Appeared in Spring 1990, Vol. XVI, No. 1
Three widely differing modern interpretations of Socrates are analyzed together with a failure common to all three. Had the Marxist F. Stone, the rationalist K.R. Popper, and the Catholic R. Guardini paid attention to the true nature of Socrates’ argumentation in Phaedo, they would have noticed his historic mistake. It was to throw out the baby (science) with the bathwater (mechanistic philosophy). The mistake became corrected in a culture steeped in the cult of the Babe born in Bethlehem.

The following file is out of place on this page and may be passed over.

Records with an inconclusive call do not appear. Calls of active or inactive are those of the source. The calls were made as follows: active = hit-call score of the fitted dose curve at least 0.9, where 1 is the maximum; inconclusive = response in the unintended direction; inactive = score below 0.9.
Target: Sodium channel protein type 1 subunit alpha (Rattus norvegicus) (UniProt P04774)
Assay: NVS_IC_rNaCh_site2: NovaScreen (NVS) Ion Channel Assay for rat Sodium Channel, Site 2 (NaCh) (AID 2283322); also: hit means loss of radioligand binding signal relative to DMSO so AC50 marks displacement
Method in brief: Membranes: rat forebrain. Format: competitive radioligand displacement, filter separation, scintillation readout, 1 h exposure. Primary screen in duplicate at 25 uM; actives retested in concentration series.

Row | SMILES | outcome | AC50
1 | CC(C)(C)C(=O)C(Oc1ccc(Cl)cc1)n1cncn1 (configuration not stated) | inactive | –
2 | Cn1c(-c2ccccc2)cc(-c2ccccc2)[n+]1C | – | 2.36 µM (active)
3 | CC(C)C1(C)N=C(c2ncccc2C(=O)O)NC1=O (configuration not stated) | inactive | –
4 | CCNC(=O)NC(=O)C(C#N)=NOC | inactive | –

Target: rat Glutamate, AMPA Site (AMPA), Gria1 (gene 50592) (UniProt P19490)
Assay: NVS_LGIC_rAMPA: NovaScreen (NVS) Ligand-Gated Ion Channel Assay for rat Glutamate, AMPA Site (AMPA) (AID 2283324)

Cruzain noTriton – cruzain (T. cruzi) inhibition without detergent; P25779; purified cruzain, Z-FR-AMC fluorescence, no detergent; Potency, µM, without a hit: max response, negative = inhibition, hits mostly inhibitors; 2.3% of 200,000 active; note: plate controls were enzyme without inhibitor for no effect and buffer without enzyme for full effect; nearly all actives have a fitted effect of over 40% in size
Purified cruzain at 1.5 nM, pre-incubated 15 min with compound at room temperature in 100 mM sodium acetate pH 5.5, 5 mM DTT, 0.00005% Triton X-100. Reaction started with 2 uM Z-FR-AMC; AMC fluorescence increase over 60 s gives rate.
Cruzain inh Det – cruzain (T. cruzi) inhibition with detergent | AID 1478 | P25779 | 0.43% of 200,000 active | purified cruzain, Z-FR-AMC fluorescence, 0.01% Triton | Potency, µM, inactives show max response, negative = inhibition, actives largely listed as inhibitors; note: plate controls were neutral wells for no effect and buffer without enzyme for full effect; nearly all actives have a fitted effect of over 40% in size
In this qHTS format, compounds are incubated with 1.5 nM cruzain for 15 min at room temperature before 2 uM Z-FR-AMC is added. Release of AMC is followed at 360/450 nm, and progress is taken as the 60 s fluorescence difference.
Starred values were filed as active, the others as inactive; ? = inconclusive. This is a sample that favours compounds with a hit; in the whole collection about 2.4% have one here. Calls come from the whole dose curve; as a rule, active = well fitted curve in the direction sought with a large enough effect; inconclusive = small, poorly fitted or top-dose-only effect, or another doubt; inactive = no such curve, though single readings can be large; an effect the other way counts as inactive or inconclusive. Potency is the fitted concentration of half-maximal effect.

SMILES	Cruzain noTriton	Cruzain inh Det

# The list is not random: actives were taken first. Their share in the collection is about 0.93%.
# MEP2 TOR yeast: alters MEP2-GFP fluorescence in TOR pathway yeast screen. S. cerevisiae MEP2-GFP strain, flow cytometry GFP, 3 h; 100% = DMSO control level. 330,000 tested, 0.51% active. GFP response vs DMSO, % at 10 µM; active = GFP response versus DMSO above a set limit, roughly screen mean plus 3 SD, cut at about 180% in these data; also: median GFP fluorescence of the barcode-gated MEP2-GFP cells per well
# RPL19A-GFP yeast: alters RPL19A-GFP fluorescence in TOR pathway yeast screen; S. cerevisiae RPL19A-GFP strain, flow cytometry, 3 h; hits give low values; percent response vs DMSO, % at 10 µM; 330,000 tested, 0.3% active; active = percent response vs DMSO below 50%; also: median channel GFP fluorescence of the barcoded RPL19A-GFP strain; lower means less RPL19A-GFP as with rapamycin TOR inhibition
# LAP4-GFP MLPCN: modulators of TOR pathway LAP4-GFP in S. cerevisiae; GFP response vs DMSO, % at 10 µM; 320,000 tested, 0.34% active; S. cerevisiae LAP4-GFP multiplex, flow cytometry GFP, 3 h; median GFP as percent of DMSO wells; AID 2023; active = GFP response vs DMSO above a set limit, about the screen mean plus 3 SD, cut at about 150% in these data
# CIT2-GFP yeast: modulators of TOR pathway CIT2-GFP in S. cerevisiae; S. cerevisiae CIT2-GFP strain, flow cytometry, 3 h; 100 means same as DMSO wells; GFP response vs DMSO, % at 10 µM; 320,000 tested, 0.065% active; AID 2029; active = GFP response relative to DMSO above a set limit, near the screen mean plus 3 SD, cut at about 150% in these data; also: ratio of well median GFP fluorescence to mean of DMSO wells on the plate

Jesus and Socrates
That every book is autobiographical is the substance of a longer observation in Samuel Butler’s The Way of All Flesh, a spiritual biography in spite of its title. The remark has some applicability even to the four canonical biographies of the Word made Flesh. The young man who in Mark’s Gospel lets his nightgown be grabbed by Jesus’ captors and runs away naked is very likely Mark himself. Had Luke not been a physician, he might not have paid special attention to the miraculous healings performed by Jesus.
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